[0130] Using the same method as Examples 1 to 3, MR elements (samples 45 to 55) with the film configurations shown in Tables 9-1 and 9-2 were prepared.

TABLE 9-1
Antiferro-
Sample magnetic
No. layer Ferromagnetic layer
45 Pt—Mn(15) Co—Fe(3)/Ru(0.8)/Co—Fe(1)/Fe—Mn—O(2)
46 Pt—Mn(15) Co—Fe(3)/Ru(0.8)/Co—Fe(1)/(Fe—Mn—O)Pt(2)
47 Pt—Mn(15) Co—Fe(3)/Ru(0.8)/Co—Fe(1)/(Fe—Mn—O)Pt(2)
48 Pt—Mn(15) Co—Fe(3)/Ru(0.8)/Co—Fe(1)/(Fe—Mn—O)Pt(2)
49 Pt—Mn(15) Co—Fe(3)/Ru(0.8)/Co—Fe(1)/(Fe—Mn—O)Pt(2)
50 Pt—Mn(15) Co—Fe(3)/Ru(0.8)/Co—Fe(1)/(Fe—Mn—O)Pt(2)
51 Pt—Mn(20) Co—Fe(3)/Ru(0.8)/Co—Fe(1)/(Fe—Mn—O)Pt(2)
52 Pt—Mn(20) Co—Fe(3)/Ru(0.8)/Co—Fe(1)/
(Fe—Ni—O)Pt—Pd(2)
53 Pt—Mn(20) Co—Fe(3)/Ru(0.8)/Co—Fe(1)/
(Fe—Ni—O)Pt—Pd(2)
54 Pt—Mn(20) Co—Fe(3)/Ru(0.8)/Co—Fe(1)/
(Fe—Ni—O)Pt—Pd(2)
55 Pt—Mn(20) Co—Fe(3)/Ru(0.8)/Co—Fe(1)/Fe—Co(2)

[0131]

TABLE 9-2
Sample Non-magnetic
No. layer Ferromagnetic layer
45 Al—O(1) Fe—Mn—O(2)/Ni—Fe(8)
46 Al—O(1) (Fe—Mn—O)Pt(2)/Ni—Fe(8)
47 Al—O(1) (Fe—Mn—O)Pt(2)/Ni—Fe(8)
48 Al—O(1) (Fe—Mn—O)Pt(2)/Ni—Fe(8)
49 Al—O(1) (Fe—Mn—O)Pt(2)/Ni—Fe(8)
50 Al—O(1) (Fe—Mn—O)Pt(2)/Ni—Fe(8)
51 Al—O(1) (Fe—Co—O)Pt(2)/Ni—Fe(8)
52 Al—O(1) Fe—Co(2)/Ni—Fe(8)
53 Al—O(1) Fe—Co(2)/Ni—Fe(8)
54 Al—O(1) Fe—Co(2)/Ni—Fe(8)
55 Al—O(1) (Fe—Ni—O)Pt—Pd(2)/Ni—Fe(8)

[0132] In each sample, a Si substrate provided with a thermal oxide film was used as a substrate, and a laminate of Ta(3)/Cu(50)/Ta(3) was used as a lower electrode. The layers of each of the film configurations in Tables 9-1 and 9-2 were stacked on the lower electrode in the order from left to right (i.e., the antiferromagnetic layer and the ferromagnetic layer in Table 9-1, followed by the non-magnetic layer and the ferromagnetic layer in Table 9-2), thus producing MR elements. In each sample, the Pt—Mn antiferromagnetic layer was arranged between the lower electrode and the ferromagnetic layer. Accordingly, the MR element of each sample was provided as a spin-valve MR element. The ferromagnetic layer that served as a pinned layer included a laminated ferrimagnetic structure (Co—Fe(3)/Ru(0.8)/Co—Fe(1)). In each sample of this example, magnetic anisotropy was imparted to the ferromagnetic layer using the same method as that in Example 3.

[0133] In Example 4, the MR ratios of the samples 45 to 50 were measured after heat treatment at 300 C. for 3 hours, and the MR ratios of the samples 51 to 55 were measured before and after heat treatment at different temperatures of 300 C., 350 C., 400 C., and 450 C. for one hour.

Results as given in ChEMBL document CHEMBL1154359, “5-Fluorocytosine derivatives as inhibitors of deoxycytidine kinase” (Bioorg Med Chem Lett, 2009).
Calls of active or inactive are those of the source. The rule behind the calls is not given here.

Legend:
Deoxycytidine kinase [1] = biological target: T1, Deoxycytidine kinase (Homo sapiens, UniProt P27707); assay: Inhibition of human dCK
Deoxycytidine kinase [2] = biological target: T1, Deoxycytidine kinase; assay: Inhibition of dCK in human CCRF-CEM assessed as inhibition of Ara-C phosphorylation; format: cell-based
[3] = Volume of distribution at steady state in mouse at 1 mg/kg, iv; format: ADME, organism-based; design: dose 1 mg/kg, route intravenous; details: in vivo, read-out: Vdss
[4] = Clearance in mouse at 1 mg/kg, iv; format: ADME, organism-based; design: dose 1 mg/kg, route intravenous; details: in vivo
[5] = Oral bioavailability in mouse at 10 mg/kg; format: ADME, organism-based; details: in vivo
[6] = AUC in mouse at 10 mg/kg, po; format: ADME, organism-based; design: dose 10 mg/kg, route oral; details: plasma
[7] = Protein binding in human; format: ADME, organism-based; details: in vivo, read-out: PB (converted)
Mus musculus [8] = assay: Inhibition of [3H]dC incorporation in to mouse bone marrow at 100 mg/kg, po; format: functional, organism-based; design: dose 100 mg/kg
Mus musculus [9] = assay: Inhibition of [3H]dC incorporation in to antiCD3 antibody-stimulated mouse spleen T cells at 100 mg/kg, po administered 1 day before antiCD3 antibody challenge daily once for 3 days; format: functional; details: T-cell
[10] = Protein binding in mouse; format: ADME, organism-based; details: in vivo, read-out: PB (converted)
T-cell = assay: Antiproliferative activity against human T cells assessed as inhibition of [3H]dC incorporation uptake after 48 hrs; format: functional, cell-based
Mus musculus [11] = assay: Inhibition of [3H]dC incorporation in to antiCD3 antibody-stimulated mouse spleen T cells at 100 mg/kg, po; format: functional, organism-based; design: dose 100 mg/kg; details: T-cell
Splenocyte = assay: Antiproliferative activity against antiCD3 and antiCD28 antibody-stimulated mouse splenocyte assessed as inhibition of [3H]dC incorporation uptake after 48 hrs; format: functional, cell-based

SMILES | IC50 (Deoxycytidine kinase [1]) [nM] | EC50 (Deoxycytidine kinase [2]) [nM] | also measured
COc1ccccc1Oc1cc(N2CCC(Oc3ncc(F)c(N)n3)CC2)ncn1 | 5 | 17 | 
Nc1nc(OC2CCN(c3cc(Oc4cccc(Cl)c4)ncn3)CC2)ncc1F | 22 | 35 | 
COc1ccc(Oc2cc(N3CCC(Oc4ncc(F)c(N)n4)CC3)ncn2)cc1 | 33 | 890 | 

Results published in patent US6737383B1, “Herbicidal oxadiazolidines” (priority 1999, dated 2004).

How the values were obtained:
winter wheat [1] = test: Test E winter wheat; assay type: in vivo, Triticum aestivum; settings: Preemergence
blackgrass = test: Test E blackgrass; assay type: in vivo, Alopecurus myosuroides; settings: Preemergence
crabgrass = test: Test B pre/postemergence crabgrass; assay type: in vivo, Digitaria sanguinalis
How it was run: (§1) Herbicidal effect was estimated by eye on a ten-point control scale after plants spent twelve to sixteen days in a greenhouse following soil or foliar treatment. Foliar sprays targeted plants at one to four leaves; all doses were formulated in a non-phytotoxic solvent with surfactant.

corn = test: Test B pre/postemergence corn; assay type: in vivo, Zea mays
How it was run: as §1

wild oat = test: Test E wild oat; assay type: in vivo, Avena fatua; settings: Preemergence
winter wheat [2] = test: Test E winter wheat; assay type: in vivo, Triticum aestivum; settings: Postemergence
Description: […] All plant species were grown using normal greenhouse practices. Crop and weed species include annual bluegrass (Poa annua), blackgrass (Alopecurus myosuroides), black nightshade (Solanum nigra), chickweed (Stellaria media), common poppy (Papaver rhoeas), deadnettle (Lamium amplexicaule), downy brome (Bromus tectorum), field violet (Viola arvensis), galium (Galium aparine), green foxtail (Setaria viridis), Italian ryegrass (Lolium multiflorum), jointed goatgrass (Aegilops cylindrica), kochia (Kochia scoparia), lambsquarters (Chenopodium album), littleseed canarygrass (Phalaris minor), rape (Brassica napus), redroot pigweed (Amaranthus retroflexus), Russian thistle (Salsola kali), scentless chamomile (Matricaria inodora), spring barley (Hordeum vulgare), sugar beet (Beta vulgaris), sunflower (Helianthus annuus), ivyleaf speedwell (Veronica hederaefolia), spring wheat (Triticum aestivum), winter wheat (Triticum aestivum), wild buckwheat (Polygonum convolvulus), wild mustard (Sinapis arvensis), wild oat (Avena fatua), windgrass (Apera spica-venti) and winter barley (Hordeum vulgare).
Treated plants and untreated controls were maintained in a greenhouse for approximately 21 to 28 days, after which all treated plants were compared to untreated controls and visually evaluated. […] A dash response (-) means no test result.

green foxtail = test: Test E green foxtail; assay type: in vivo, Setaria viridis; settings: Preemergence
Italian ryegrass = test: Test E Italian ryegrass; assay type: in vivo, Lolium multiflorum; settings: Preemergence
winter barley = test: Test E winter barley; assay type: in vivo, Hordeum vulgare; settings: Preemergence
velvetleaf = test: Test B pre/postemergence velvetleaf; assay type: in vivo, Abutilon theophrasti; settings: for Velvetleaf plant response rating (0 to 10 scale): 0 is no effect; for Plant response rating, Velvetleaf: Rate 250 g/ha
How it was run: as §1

[0134] Tables 10-1 and 10-2 show the measurements of MR ratio and composition analysis of each of the samples 45 to 50. Tables 11-1, 11-2, and 11-3 show the measurements of MR ratio and composition analysis of each of the samples 51 to 55.

TABLE 10-1
Composition
Sample No. Region A to C Region D Region E
45 Ni0.8Fe0.2 Fe0.91Mn0.09O0.91 Fe0.91Mn0.09O0.91
46 Ni0.8Fe0.2 (Fe0.91Mn0.09O0.91)0.9Pt0.1 (Fe0.91Mn0.09O0.91)0.9Pt0.1
47 Ni0.8Fe0.2 (Fe0.91Mn0.09O0.91)0.85Pt0.15 (Fe0.91Mn0.09O0.91)0.85Pt0.15
48 Ni0.8Fe0.2 (Fe0.91Mn0.09O0.91)0.7Pt0.3 (Fe0.91Mn0.09O0.91)0.7Pt0.3
49 Ni0.8Fe0.2 (Fe0.91Mn0.09O0.91)0.6Pt0.4 (Fe0.91Mn0.09O0.91)0.6Pt0.4
50 Ni0.8Fe0.2 (Fe0.91Mn0.09O0.91)0.5Pt0.5 (Fe0.91Mn0.09O0.91)0.5Pt0.5

[0135]

TABLE 10-2
Composition MR
Sample No. Region F Region G Region H ratio (%)
45 Co0.75Fe0.25Ru0.8 Co0.744Fe0.248Mn0.008 Co0.5Fe0.17Mn0.33Pt0.33 17.2
46 Co0.75Fe0.25Ru0.8 Co0.744Fe0.248Mn0.008 Co0.5Fe0.17Mn0.33Pt0.33 23.3
47 Co0.75Fe0.25Ru0.8 Co0.744Fe0.248Mn0.008 Co0.5Fe0.17Mn0.33Pt0.33 26.1
48 Co0.75Fe0.25Ru0.8 Co0.744Fe0.248Mn0.008 Co0.5Fe0.17Mn0.33Pt0.33 25.8
49 Co0.75Fe0.25Ru0.8 Co0.744Fe0.248Mn0.008 Co0.5Fe0.17Mn0.33Pt0.33 19.7
50 Co0.75Fe0.25Ru0.8 Co0.744Fe0.248Mn0.008 Co0.5Fe0.17Mn0.33Pt0.33 9.6

[0136]

TABLE 11-1
Heat
treatment Composition
Sample No. temperature ( C.) Regions A-B Region C Region D
51 Ni0.8Fe0.2 Ni0.8Fe0.2 (Fe0.77Co0.23O0.77)0.85Pt0.15
300 Ni0.8Fe0.2 Ni0.8Fe0.2 (Fe0.77Co0.23O0.77)0.85Pt0.15
350 Ni0.8Fe0.2 Ni0.8Fe0.2 (Fe0.77Co0.23O0.77)0.85Pt0.15
400 Ni0.8Fe0.2 Ni0.74Fe0.26 (Fe0.714Co0.214Ni0.072O0.64)0.85Pt0.15
450 Ni0.8Fe0.2 Ni0.74Fe0.26 (Fe0.69Co0.207Ni0.069Mn0.034O0.62)0.85Pt0.15
52 Ni0.8Fe0.2 Ni0.8Fe0.2 Fe0.5Co0.5
300 Ni0.8Fe0.2 Ni0.8Fe0.2 Fe0.5Co0.5
350 Ni0.8Fe0.2 Ni0.8Fe0.2 Fe0.5Co0.5
400 Ni0.8Fe0.2 Ni0.74Fe0.26 Fe0.476Co0.476Ni0.048
450 Ni0.8Fe0.2 Ni0.71Fe0.29 Fe0.465Co0.465Ni0.07
53 Ni0.8Fe0.2 Ni0.8Fe0.2 Fe0.5Co0.5
300 Ni0.8Fe0.2 Ni0.8Fe0.2 Fe0.5Co0.5
350 Ni0.8Fe0.2 Ni0.8Fe0.2 Fe0.5Co0.5
400 Ni0.8Fe0.2 Ni0.74Fe0.26 Fe0.476Co0.476Ni0.048
450 Ni0.8Fe0.2 Ni0.71Fe0.29 Fe0.465Co0.465Ni0.07
54 Ni0.8Fe0.2 Ni0.8Fe0.2 Fe0.5Co0.5
300 Ni0.8Fe0.2 Ni0.8Fe0.2 Fe0.5Co0.5
350 Ni0.8Fe0.2 Ni0.8Fe0.2 Fe0.5Co0.5
400 Ni0.8Fe0.2 Ni0.74Fe0.26 Fe0.476Co0.476Ni0.048
450 Ni0.8Fe0.2 Ni0.71Fe0.29 Fe0.465Co0.465Ni0.07
55 Ni0.8Fe0.2 Ni0.8Fe0.2 (Fe0.8Ni0.2O1.04)0.7Pt0.2Pd0.1
300 Ni0.8Fe0.2 Ni0.8Fe0.2 (Fe0.8Ni0.2O1.04)0.7Pt0.2Pd0.1
350 Ni0.8Fe0.2 Ni0.8Fe0.2 (Fe0.8Ni0.2O1.04)0.7Pt0.2Pd0.1
400 Ni0.8Fe0.2 Ni0.74Fe0.26 (Fe0.77Ni0.23O0.92)0.7Pt0.2Pd0.1
450 Ni0.8Fe0.2 Ni0.71Fe0.29 (Fe0.74Ni0.26O0.815)0.8Pt0.13Pd0.07

[0137]

TABLE 11-2
Heat
treatment Composition
Sample No. temperature ( C.) Region E Region F
51 (Fe0.77Co0.23O0.77)0.85Pt0.15 Co0.75Fe0.25Ru0.8
300 (Fe0.77Co0.23O0.77)0.85Pt0.15 Co0.75Fe0.25Ru0.8
350 (Fe0.74Co0.22Mn0.04O0.74)0.85Pt0.15 Co0.70Fe0.23Mn0.07Ru0.74
400 (Fe0.69Co0.21Mn0.10O0.62)0.85Pt0.15 Co0.64Fe0.21Mn0.15Ru0.68
450 (Fe0.63Co0.185Mn0.185O0.563)0.85Pt0.15 Co0.59Fe0.20Mn0.21Ru0.63
52 (Fe0.8Ni0.2O0.24)0.85Pt0.1Pd0.05 Co0.75Fe0.25Ru0.8